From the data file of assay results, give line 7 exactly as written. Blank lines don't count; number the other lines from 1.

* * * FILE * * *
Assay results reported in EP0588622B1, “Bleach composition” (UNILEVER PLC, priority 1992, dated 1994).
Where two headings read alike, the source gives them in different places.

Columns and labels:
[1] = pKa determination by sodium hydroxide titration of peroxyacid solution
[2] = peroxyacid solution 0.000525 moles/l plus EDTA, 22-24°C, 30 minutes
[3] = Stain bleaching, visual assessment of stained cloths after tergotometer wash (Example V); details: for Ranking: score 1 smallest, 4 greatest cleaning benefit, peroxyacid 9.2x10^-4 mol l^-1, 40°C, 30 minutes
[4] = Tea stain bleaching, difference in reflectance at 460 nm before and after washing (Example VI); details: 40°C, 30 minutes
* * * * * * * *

[4] = Tea stain bleaching, difference in reflectance at 460 nm before and after washing (Example VI); details: 40°C, 30 minutes